Scientists announced yesterday the discovery of cells in the heart that can create new muscle cells, raising hopes that doctors may find dramatic new ways to treat heart disease, the nation’s leading cause of death.
The team, led by Dr. Kenneth Chien at the University of California at San Diego, showed that the cells, which are similar to stem cells, can be expanded from just a few hundred in a laboratory dish to more than a million, and these cells can be guided into becoming the pulsing muscle cells that power the heart. The finding, published in today’s issue of the journal Nature, will probably yield new insights into the heart’s development, and might further the quest to regenerate damaged heart tissue — an idea once thought impossible.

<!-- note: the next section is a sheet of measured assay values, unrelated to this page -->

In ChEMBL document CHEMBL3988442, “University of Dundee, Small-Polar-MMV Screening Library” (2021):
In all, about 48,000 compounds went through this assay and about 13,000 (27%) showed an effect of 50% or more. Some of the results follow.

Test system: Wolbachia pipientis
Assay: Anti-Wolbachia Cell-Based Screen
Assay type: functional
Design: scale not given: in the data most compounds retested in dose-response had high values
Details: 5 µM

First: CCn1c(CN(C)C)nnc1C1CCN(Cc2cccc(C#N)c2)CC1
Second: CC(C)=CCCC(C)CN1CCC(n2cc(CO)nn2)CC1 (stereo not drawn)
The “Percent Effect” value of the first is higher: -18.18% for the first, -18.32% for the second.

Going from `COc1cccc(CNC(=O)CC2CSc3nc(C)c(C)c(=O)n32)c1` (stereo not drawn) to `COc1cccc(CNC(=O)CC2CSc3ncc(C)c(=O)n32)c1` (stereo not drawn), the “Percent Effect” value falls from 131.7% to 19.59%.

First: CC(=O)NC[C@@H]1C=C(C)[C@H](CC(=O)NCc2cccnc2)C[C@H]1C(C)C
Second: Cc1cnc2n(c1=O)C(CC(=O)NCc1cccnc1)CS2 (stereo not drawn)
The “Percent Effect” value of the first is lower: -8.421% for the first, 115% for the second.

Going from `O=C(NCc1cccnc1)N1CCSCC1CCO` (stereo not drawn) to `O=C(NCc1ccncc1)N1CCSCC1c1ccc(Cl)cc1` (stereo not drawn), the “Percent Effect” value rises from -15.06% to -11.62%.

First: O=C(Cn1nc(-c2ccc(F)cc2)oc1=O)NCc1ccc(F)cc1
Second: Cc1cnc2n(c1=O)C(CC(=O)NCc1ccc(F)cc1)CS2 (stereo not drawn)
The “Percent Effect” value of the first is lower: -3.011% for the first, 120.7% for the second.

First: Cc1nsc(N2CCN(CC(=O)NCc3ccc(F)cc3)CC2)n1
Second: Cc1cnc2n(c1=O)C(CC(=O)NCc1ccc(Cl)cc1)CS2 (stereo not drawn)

“I think this is a very important paper,” said Dr. Leonard Zon, a scientist at Children’s Hospital Boston and president of the International Society for Stem Cell Research. “People have not been able to find these cells, and they have been trying very hard.”
Again, this is the kind of research that should be getting more attention, money, chattering-class energy.